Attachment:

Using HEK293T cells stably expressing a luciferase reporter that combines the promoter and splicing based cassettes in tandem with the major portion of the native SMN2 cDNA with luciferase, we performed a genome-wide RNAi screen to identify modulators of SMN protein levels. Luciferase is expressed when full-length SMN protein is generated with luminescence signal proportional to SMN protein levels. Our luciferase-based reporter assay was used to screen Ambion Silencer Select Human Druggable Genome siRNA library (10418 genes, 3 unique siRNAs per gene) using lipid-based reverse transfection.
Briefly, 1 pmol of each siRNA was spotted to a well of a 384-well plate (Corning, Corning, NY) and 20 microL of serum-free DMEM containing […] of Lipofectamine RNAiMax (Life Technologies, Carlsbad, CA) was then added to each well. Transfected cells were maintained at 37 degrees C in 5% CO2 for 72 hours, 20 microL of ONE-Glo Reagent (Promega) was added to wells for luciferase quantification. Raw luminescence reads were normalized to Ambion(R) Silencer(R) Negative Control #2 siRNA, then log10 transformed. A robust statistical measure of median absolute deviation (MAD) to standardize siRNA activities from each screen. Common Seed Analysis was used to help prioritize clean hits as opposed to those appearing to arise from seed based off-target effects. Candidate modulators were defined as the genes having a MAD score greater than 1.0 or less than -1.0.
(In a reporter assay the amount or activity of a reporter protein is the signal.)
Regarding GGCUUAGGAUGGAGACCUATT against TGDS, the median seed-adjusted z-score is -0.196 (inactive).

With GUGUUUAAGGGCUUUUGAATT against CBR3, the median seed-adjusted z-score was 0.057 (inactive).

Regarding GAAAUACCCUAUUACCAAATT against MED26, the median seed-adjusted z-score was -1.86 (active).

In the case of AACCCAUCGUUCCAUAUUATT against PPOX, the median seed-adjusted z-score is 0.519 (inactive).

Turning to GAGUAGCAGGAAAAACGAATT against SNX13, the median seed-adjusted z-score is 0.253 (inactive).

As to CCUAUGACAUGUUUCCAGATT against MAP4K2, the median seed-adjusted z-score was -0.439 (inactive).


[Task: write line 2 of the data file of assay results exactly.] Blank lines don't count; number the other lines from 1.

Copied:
Briefly, 1 pmol of each siRNA was spotted to a well of a 384-well plate (Corning, Corning, NY) and 20 microL of serum-free DMEM containing […] of Lipofectamine RNAiMax (Life Technologies, Carlsbad, CA) was then added to each well. Transfected cells were maintained at 37 degrees C in 5% CO2 for 72 hours, 20 microL of ONE-Glo Reagent (Promega) was added to wells for luciferase quantification. Raw luminescence reads were normalized to Ambion(R) Silencer(R) Negative Control #2 siRNA, then log10 transformed. A robust statistical measure of median absolute deviation (MAD) to standardize siRNA activities from each screen. Common Seed Analysis was used to help prioritize clean hits as opposed to those appearing to arise from seed based off-target effects. Candidate modulators were defined as the genes having a MAD score greater than 1.0 or less than -1.0.